The architecture in Singapore is varied, surprising and whimsical. Walking the streets, I was confronted with a variety of strange buildings. I can’t get sick of looking at the architecture here: it’s too strange and ever-changing!
Jackson and I made our way to Fort Canning Park to walk around. The day was early and few people were there. We strolled along the 14th Century Trail which has information plaques every few feet. I thought the plaques were a bit weird: for example, they’d talk about a stone in a river somewhere and how important that stone is and how it’s now in India. What I couldn’t get my mind around was why the trivia about the stone was mentioned when there with no other context for it. We were no where near a river, a stone or the place the stone was found. It was hard to imagine and hard to care too much. I also got impatient to leave after a while because the mosquitoes found my bare legs and started attacking me. It was hard to concentrate on anything while my legs began sprouting bites.
We went to check out Little India, a bustling, chaotic community full of smells, music and people that comes on with a roar as you enter the neighborhood. It was fascinating walking around and staring. We stopped into a Hindu temple on Serangoon Street to look around. The place was PACKED. Jackson and I tried to stay as out of the way as possible, all the while gaping at the deities and worshipers who were prostrating themselves on the floor.
Making our way to the Tekka center food court, we got some Chicken Tikka and fresh naan bread that was so hot and fresh it burnt our fingers. Two men were next to us chatting away in their language and I felt transported by the sounds the surrounded us: the clang of pots, scrapes of chairs, chatter of people, hawkers advertising their food… It all felt so alive and foreign.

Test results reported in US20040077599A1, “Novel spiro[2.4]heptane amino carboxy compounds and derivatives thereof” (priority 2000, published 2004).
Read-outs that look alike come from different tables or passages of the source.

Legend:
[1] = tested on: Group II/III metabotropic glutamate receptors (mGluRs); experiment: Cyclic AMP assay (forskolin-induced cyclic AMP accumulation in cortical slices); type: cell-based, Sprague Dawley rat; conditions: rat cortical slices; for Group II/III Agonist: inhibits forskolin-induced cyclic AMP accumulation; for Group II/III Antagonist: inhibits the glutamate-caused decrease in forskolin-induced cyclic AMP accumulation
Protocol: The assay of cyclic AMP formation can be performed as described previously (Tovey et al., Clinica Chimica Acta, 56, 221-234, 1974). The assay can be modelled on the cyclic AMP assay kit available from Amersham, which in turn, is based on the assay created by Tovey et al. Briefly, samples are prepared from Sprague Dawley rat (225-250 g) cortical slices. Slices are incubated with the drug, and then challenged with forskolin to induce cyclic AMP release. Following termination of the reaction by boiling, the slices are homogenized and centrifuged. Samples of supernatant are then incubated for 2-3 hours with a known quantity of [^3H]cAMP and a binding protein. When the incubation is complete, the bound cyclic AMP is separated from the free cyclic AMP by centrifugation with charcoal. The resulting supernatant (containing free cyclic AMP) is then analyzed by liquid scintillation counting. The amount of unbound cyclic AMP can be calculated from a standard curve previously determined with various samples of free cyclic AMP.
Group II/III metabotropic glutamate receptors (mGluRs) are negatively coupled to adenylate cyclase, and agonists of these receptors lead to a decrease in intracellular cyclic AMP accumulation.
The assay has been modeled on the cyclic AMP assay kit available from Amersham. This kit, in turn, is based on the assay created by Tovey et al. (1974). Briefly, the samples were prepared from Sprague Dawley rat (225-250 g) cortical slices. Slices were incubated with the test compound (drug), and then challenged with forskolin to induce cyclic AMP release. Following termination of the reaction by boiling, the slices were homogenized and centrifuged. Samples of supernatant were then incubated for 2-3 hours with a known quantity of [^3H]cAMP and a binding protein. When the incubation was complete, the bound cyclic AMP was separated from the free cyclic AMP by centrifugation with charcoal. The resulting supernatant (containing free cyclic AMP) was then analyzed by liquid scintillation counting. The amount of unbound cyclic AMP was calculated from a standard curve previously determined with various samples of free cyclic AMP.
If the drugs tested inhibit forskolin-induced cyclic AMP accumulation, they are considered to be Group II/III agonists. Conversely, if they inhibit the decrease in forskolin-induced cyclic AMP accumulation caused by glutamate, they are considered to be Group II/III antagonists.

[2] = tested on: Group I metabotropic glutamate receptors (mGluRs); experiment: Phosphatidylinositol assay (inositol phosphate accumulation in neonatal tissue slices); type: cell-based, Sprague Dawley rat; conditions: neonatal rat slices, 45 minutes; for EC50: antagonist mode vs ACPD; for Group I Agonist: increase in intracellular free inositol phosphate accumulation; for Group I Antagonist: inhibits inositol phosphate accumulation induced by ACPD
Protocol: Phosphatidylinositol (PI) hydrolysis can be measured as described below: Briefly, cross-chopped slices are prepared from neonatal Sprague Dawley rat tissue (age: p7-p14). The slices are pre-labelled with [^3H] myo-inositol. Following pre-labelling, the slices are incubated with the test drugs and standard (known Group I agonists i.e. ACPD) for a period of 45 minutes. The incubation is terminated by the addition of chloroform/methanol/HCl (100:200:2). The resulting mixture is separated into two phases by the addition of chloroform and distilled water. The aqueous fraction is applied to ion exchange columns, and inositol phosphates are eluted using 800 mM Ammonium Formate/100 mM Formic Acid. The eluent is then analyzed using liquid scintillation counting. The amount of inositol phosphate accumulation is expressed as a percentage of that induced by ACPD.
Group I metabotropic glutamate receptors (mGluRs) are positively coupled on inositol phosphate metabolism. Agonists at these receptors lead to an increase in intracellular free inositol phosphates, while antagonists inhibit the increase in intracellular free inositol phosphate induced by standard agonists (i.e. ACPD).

We walked around and into a market full of butchers, fish, vegetables, spices, and dried food. The place was full of smells! I couldn’t stop staring at the butchers hacking away at lamb and goat legs. They’d look up and smile in the hopes I might buy something. I was tempted! Everything looked so fresh and transparent. In the markets in New York City, everything is sealed and clean; packed away in tidy boxes. Here, it felt like the food was in your face! I wanted to buy all I could and find a kitchen somewhere and make food just because!
As we walked home, we passed a gorgeous looking mosque called Masjid Abdul Gafoor, a colonial, Portuguese-style building painted fabulous hues of green and yellow. I felt a pull to check it out and we were swept inside by a very friendly volunteer who led tours through the building. I had to pull on a dress (tank tops and shorts are not appropriate inside) and kick off my shoes before stepping inside.
I’ve spent very little time in a mosque. I live near one in Queens and walk past it twice a day on my way to and from work, but I know so little of Islam and mosques! The guide was really informative and sweet, telling us about the schedule of worship, explaining Islam (but not in a preachy, trying-to-get-you-to-join kind of way), talking about how similar Islam is to Judaism and Christianity. I was fascinated and a bit embarrassed at how little I knew. He seemed genuinely glad we had come to check the place out and learn about his culture.
After another nap, we stepped out to explore some more. We came across a small Chinese temple and stepped inside.
It was really quiet and there was a heady smell of incense. The gods were serenely staring at us as we entered and I felt very aware of how much I can’t speak a word of Chinese. Adam, a man wearing a large green jade tablet, greeted us and then decided we needed a full tour. He explained that one of the deities was nearly 1000 years old. Then he wanted us to learn our fortunes. I’ve never had much experience with Chinese deities, numerology or fortune telling so I was fascinated! Jackson looked a bit dubious. I pulled a long brown stick with the number 55 on it from a very old looking chest of drawers and then found my corresponding fortune hidden in a little drawer. Adam was delighted to describe what the pink cards meant. Jackson’s card was downright golden! His fortune was all sunshine and roses and mine was all like: “Far from satisfaction” and “Too early to see concrete results” …Hmmm. Adam assured me that I was young and it will all work out really well. “Just remember to breathe!” He reminded us.
I am astounded at the number of religions in this city. They’re all so different from what’s in New York, too! After touring Saint Andrew’s Cathedral (which looked really stark and white compared to the reds, yellows and greens of the Hindu temple, Mosque and Chinese Temple!) I felt like I’d done a world tour of religions in such a small space.